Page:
Watch CBS News

'Take Caution' | Toxic Algae Linked To Dogs Deaths In The South Is In Maryland Too, Officials Warn

BALTIMORE (WJZ) — Pet owners, take note.

A deadly algae bloom is to blame for killing three dogs last week in North Carolina.

The bacteria has killed several dogs across the south, and officials in Maryland warn the blue-green algae is here too.


An Australian Shepherd named Fina died less than an hour after ingesting toxic algae in a river outside Austin, Texas.

"Know your pets, and you know when something's not right. I just didn't think it was this not right," Fina's mom said.

Fina is one of several dogs killed this summer from a microscopic bacteria called blue-green algae, mostly infesting waters when the weather is warm and releases toxins that can cause liver damage, respiratory paralysis and organ failure, among other deadly conditions.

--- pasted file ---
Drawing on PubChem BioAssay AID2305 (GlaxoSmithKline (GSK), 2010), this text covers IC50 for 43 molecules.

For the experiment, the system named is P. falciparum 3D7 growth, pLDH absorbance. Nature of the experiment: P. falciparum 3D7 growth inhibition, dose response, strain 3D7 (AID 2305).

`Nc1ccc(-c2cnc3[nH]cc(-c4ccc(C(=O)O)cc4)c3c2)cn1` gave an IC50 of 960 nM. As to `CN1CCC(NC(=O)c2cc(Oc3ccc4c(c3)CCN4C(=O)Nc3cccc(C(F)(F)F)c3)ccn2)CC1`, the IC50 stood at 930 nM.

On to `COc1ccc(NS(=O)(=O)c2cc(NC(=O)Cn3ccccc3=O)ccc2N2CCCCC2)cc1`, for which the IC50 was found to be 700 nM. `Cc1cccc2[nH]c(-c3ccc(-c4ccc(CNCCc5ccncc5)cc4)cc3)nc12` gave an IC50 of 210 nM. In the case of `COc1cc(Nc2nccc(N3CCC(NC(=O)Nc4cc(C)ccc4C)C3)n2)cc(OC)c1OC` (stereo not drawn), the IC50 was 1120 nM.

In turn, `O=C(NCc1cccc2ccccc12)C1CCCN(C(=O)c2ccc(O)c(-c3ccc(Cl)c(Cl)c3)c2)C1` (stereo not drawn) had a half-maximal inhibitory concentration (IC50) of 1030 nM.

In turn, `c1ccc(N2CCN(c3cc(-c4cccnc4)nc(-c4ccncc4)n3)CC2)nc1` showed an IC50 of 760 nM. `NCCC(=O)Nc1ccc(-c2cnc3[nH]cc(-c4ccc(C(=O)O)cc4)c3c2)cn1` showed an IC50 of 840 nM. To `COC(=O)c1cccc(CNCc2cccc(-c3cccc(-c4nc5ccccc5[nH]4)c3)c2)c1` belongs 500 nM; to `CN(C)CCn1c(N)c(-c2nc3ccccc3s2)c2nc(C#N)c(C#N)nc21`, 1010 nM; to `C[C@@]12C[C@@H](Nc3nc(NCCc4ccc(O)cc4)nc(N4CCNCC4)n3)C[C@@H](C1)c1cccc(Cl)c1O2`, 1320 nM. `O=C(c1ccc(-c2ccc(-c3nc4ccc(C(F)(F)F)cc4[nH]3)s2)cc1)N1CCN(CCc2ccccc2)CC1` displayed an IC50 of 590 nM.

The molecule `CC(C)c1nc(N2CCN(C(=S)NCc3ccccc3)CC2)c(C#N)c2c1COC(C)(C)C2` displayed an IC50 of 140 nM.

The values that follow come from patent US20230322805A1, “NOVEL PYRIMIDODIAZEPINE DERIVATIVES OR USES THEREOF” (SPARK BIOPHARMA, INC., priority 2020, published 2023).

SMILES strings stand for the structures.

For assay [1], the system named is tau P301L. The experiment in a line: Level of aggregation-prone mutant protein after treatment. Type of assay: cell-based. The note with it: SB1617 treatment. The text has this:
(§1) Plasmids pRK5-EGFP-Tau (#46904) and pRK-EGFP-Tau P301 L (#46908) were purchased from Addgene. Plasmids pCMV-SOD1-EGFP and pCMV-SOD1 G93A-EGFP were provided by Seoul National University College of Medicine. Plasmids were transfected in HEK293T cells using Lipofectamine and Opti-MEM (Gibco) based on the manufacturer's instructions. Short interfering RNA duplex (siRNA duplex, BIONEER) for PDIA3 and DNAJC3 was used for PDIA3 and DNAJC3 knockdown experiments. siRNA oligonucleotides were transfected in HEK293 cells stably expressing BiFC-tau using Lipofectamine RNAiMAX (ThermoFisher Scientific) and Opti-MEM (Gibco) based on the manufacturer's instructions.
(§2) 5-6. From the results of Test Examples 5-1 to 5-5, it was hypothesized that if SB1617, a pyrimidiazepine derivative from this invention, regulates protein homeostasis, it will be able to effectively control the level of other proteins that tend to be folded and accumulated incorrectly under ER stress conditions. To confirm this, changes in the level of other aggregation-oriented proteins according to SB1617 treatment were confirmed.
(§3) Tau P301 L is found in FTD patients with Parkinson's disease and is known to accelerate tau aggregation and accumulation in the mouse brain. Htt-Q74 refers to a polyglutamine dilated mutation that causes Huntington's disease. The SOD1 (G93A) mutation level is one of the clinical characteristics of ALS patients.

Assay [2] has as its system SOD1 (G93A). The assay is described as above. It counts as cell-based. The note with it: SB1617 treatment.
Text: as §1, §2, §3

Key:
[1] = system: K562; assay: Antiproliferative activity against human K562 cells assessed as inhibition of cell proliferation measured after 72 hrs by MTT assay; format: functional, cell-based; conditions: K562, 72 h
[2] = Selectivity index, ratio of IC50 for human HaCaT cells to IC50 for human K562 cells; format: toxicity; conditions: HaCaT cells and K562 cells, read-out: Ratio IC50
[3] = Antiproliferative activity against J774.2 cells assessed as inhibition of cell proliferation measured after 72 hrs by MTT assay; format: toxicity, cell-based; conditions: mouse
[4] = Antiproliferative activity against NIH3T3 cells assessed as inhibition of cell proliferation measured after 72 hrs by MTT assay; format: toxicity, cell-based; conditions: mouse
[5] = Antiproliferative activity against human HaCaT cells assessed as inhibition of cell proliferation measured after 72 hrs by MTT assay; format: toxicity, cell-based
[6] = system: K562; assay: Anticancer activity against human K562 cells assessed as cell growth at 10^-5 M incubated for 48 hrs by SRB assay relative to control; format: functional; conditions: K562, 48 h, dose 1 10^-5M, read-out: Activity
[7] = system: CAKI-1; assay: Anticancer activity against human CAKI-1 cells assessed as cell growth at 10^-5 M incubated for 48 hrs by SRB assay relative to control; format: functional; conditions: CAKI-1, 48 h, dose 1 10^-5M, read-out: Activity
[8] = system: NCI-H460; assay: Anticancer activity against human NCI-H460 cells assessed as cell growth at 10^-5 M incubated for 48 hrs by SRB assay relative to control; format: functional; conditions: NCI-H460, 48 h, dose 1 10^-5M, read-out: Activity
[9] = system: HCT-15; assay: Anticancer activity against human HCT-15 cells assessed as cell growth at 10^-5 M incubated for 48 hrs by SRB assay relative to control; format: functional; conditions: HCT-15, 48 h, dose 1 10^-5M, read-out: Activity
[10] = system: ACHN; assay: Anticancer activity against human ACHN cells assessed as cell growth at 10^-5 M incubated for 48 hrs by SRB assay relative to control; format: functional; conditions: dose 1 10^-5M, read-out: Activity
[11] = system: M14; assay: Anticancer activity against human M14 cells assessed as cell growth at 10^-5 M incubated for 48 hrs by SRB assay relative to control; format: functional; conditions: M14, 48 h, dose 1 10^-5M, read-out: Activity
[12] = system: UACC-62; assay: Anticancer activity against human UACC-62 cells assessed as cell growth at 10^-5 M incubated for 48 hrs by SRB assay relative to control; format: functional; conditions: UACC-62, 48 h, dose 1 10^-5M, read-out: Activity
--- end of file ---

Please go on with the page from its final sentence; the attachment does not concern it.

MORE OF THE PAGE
It killed border collie Arya in Marietta, Georgia, and last week in North Carolina, after Abby, Izzy and Harpo died after playing in a Wilmington pond.

"We have had instances where we have had toxic algae blooms throughout Baltimore and throughout Maryland," said Angela Haren with Blue Water Baltimore.

Blue Water Baltimore cautions that blooms occur after heavy rainfalls when pollutants flow into the water.

"Honestly, we never really know if it's safe or not, so I would say take caution," Haren said.

At Baltimore County's Lake Roland on Tuesday, Victoria Liberman walked her dog Blue.

"This water is not clean. It is polluted," Liberman said. "And some dogs, like mine, get hotspots from being in the water,"

So far this year, Maryland has issued two blue-green algae advisories at Lake Waterford in Anne Arundel County and Lake Needwood and Lake Frank in Montgomery County.

"As tempting as it might be, you have to be respectful of the space and of the dogs, so hopefully they can find a solution for that," Liberman said.

View CBS News In
CBS News App Open
Chrome Safari Continue
Be the first to know
Get browser notifications for breaking news, live events, and exclusive reporting.